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Thursday, December 22, 2016

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Funny, I was just noticing Canada Goose coats online and on a couple of people on the street today after wondering about the hoopla last year...Sparked by a few premature 10 degree mornings (when it gets lighter I like to take monster dog to empty winter beach very early as dog does NOT play nicely w others, but wind chill is wicked. An old raccoon coat is about all that works there...

What we wear: clothes are about affiliation. The Japanese proverb: the nail that stands out gets hammered. About fitting in more than self expression IMHO. Maybe I am too much influenced by having been blissfully happy as a kid in school uniform and for once not feeling eccentric and awkward?

People I know here claim they are expressing their individuality w their clothes when really we are expressing which class, social group, type of taste we have. Usually attitudes are influenced by people we like at church or at work (or by people we do NOT want to look like) or by people we aspire to look like. A secretary at work dresses like a short "blame it on the shoes" ad in cheap clothes that are too flashy for her job but it gets a lot of male attention which actually helps get her pay raises . Many in my peer group in college who (unlike me) did NOT come from dull New England families, used the Preppy handbook religiously in an attempt to look like some idiot's idea of a member of the ruling class. (Dress for the job you want?)

And then there is the whole phenomenon of dressing down to stay safe in bad neighborhoods, or women dressing conservatively to avoid looking like floozies in staid work environments or recreational settings where exposed skin might attract dangerous male attention. When I worked in the ministry in youth there were double standards for women about never looking too pretty or too fashionable lest it make one appear frivolous or a threat to people's husbands. I adopted the habit of dressing somewhat like the RC nuns out of their former habitI had worked w--no one objects to frumpy and sensible in church.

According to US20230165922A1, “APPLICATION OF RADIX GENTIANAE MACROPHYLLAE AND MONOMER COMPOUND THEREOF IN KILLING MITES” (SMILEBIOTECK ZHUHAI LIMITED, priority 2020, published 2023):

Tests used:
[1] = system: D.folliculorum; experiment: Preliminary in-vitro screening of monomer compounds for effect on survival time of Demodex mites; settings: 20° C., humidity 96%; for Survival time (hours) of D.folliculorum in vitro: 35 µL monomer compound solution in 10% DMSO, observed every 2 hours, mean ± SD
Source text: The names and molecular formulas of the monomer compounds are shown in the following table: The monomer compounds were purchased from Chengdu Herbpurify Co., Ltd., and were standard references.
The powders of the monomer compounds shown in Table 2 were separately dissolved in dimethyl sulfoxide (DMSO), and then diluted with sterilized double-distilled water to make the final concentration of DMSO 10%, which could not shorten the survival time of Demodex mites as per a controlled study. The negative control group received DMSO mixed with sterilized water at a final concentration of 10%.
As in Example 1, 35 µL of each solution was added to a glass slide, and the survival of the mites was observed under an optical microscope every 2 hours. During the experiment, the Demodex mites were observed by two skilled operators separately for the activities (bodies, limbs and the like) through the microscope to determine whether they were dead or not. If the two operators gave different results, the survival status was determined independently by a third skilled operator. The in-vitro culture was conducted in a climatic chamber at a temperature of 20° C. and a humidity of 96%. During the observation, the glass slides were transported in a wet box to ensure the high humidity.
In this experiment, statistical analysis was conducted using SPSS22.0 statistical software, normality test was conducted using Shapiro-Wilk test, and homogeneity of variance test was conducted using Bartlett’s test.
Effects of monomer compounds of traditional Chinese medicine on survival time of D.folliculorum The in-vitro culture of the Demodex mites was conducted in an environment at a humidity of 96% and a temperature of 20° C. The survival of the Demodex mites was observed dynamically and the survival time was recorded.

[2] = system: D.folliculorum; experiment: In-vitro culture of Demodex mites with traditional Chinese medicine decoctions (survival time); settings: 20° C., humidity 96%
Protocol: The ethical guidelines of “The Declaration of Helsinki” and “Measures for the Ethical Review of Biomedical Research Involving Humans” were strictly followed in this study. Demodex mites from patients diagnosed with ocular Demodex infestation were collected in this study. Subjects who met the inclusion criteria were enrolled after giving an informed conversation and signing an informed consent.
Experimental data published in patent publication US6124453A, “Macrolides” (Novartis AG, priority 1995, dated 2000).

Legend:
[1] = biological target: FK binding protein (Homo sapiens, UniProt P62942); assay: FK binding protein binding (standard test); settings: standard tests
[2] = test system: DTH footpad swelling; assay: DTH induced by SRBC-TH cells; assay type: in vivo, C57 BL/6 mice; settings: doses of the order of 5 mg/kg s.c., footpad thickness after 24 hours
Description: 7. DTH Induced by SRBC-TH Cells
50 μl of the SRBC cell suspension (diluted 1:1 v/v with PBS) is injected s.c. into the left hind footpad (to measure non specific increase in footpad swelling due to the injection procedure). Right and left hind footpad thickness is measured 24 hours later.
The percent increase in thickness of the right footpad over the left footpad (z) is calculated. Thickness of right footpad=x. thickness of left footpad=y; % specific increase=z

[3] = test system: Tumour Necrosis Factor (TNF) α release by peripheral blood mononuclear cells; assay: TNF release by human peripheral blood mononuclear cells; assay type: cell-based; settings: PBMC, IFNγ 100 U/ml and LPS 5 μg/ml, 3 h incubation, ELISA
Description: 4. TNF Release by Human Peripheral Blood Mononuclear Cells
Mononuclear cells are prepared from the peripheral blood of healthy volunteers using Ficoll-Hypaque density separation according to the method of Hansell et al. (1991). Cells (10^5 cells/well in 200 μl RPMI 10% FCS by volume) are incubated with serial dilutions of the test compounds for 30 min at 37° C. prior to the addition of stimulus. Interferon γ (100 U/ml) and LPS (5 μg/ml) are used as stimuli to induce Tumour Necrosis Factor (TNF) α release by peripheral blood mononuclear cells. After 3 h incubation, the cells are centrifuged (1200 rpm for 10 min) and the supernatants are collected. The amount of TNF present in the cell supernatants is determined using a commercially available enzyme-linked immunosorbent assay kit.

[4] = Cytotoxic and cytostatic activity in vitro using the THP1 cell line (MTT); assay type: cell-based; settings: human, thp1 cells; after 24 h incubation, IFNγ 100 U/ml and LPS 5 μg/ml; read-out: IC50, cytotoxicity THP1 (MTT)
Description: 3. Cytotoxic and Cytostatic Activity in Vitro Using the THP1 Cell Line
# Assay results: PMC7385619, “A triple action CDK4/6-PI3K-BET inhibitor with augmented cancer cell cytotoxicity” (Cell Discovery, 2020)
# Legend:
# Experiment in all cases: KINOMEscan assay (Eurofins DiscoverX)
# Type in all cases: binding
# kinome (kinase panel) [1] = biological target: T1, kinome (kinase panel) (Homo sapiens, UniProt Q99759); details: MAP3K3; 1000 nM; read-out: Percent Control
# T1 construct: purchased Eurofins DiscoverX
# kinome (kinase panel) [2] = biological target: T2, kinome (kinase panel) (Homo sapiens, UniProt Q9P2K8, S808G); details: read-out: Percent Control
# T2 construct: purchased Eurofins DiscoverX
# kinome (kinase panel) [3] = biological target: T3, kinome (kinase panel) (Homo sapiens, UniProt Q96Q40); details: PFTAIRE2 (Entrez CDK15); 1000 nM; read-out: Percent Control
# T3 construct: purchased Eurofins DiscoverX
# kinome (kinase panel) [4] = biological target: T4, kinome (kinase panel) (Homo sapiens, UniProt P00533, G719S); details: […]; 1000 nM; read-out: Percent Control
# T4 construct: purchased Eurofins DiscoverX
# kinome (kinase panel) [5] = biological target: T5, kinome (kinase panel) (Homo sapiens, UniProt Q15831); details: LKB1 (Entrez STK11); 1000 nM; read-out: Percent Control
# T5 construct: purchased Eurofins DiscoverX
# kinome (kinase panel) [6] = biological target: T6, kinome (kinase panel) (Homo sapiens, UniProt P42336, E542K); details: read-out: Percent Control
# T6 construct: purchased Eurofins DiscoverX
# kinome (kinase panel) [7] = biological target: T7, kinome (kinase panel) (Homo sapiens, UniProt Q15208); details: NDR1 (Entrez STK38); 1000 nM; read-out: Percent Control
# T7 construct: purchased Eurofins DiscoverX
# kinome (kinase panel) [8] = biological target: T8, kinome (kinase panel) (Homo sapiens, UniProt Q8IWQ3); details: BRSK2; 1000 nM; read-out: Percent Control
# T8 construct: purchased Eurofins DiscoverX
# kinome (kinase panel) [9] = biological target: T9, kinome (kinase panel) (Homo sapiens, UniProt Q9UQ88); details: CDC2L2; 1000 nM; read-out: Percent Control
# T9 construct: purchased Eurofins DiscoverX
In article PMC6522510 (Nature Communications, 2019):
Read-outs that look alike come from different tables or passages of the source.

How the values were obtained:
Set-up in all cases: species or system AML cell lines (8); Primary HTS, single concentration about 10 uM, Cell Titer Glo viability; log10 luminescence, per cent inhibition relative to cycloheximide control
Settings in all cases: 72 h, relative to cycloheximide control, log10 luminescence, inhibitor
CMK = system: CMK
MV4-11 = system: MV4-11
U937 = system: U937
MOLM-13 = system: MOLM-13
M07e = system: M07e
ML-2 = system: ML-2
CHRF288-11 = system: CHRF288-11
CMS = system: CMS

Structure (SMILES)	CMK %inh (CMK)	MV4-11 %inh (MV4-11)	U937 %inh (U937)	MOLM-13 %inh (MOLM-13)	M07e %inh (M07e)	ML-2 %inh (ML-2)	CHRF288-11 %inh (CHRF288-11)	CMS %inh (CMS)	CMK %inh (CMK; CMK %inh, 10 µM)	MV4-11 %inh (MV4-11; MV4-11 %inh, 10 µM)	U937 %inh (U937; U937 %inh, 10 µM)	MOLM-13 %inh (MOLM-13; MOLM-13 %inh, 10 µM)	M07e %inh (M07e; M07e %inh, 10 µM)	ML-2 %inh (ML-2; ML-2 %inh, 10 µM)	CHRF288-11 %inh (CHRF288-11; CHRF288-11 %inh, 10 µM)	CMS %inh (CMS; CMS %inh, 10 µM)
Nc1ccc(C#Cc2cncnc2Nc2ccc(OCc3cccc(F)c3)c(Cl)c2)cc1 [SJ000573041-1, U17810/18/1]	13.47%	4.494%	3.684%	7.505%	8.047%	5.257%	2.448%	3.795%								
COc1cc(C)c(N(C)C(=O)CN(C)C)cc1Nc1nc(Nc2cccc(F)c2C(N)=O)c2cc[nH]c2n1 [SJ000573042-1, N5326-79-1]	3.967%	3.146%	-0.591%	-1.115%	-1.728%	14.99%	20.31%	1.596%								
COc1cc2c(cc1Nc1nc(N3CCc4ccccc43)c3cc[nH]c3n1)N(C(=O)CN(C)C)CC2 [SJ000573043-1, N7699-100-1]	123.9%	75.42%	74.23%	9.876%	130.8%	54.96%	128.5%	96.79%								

Currently, I have to dress in clothes not to my taste at work because some of my coworkers falsely assume I am rich because of where I live and where I went to school, etc. One has to try and blend in. I can only dress in a way I consider normal on the weekends and to church.

And then when I travel I wear as boring and inconspicuous and classic clothes as possible so as to fit in. I try not to look American because it's embarrassing being asked about our politicians.

As to dreams? I almost always sleep badly, and so rarely remember my dreams. On the rare occasions when I do, I present them w great fanfare to a wise therapist of my acquaintance who treats them offhandedly. However I tend to mull over them for weeks, because I consider them valuable coded messages. Especially because so rare. When one is hyper-verbose, and writes as much as I do, one prizes the rare and peculiar clues to what lies beneath the verbiage.

Yep, attire is also a marker of belonging to your class or your social group. And I totally agree with you about the value of extended mulling over of dreams, because they do offer coded messages that are of value.

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